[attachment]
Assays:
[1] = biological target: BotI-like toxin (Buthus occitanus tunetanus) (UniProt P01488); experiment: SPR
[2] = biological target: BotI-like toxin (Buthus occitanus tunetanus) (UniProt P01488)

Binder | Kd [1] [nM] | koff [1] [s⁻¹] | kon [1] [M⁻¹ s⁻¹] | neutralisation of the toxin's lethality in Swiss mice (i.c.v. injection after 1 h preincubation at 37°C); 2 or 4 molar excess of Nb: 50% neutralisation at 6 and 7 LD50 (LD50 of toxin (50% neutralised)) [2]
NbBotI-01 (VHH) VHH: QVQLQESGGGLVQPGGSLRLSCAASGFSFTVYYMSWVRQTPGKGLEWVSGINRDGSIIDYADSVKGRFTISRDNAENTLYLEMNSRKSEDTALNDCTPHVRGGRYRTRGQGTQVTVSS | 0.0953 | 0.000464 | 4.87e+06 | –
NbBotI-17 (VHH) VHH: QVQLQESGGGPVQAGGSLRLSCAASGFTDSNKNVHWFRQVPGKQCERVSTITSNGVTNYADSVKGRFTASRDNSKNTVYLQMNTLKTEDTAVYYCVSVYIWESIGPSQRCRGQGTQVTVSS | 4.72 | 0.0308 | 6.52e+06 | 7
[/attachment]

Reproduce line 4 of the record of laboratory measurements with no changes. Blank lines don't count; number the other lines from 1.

Binder | Kd [1] [nM] | koff [1] [s⁻¹] | kon [1] [M⁻¹ s⁻¹] | neutralisation of the toxin's lethality in Swiss mice (i.c.v. injection after 1 h preincubation at 37°C); 2 or 4 molar excess of Nb: 50% neutralisation at 6 and 7 LD50 (LD50 of toxin (50% neutralised)) [2]